28 October 2012

The Power of Quiet


As a student, I often felt the need for a quiet pause in classes; the quiet pause to reflect and consider what the teacher had been saying, to doodle my thoughts, making connections in my mind. As a teacher, I have always believed that lessons don't have to be all bells and whistles and chandelier swinging.  For every teaching context, there are moments when quiet is a welcoming break in the classroom. 

This also makes me consider quiet students. One of my best students this semester happens to also be the quietest. Yet this student is always ready to help peers, may seem absent minded but is following the lesson and activities, participating in her silent way. 

There is a difference between silence and quiet. Silent classrooms have an eeriness if stone silent. Quiet classrooms provide learners with an inner space for making connections. 

Along with quietude, I also have come to the point where, as much as I use digital technology in classrooms, I am constantly questioning myself:

*  How will the technology enhance learning or improve the lesson?

* Does there really need to be activities with digital tech when sitting on the floor or using the white board would suffice? 

Technology - digital or other - is a tool, not the learning itself (It's Not About The Tech. As much as digital technology may add value to the learning process, there is also the risk that one may fall into the trap of evaluating the look of technology rather than the content. For example, despite providing students with guidelines on blogging and how their blogs will be assessed, there may be thin lines at times between how an activity is presented (e.g. creating and embedding a popplet) and meaningful content that it may have. 




On the other hand, assessment is too often too silent - learners are given back their grades and marks, yet what is it that they are learning? Ideally, there would a quiet time scheduled in the semester/term, after exams so that teachers could confer with students on their assessment rather than rushing forward with fresh syllabus.  In this way, there would be enough time for both teachers and students to engage in an assessment dialogue, instead of being pinned down by numbers and statistics, which to me, don't particularly foster understanding nor learning.

Before ending, I'd like to share  Bloom's Digital Taxonomy Wheel & Knowledge Dimension  (posted previously in Digital Tech & Daily Practice), which is another reminder of how evaluating digital technology and incorporating activities in lessons may be done.


What power do you perceive in quiet?





Note:

The slide show above was first posted in Action, Beliefs and Inquiries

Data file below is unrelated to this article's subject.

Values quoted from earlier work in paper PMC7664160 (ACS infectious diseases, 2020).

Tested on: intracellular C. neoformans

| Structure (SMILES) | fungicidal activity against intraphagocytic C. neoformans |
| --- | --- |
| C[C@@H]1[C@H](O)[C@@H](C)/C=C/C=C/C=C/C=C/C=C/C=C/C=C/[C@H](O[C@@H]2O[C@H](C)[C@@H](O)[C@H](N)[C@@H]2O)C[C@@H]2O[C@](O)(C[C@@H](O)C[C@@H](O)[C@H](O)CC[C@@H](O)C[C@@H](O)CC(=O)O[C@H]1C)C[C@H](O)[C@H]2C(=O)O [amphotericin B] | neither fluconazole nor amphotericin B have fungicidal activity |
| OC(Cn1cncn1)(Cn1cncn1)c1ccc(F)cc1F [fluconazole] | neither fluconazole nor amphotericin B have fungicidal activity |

6 comments:

  1. Hi Cristina,

    Just to let you know that we’ve shortlisted this blog post for this month’s TeachingEnglish blog award and I’ll be making a post about it on today’s TeachingEnglish facebook page http://www.facebook.com/TeachingEnglish.BritishCouncil, if you’d like to check there for comments.

    Best,
    Ann

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    1. Thank you Ann for sharing this news with me!

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  2. The power of quiet reflection, whether personal or in the classroom, cannot be underestimated. Its pedagogical value has been touted since the 70's - unfortunately, its practice is lost in most of today's classes.
    Quiet reflection on assessment is also beneficial for the learner, but it must be followed by meaningful, one-on-one dialogue with the teacher.

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    1. Absolutely agree with you; often outsiders perceive "learning" when there is a lot of chatter and activity happening; learning occurs in different stages and at different moments. Quiet is not a stumbling block to learning - indeed, it offers reflection and students often tell me that it is in a quiet environment that information makes sense to them.

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  3. Lots in that entry to love, most especially the mantra-like comment about how it's about the learning, not the technology.

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    1. Hi Maurice, thank you for your time to share your thoughts and such kind feedback - much appreciated. And am glad that you share the same concerns as myself, i.e. despite the digital tech, the focus needs to be on the learning process and not only on using digital tools.

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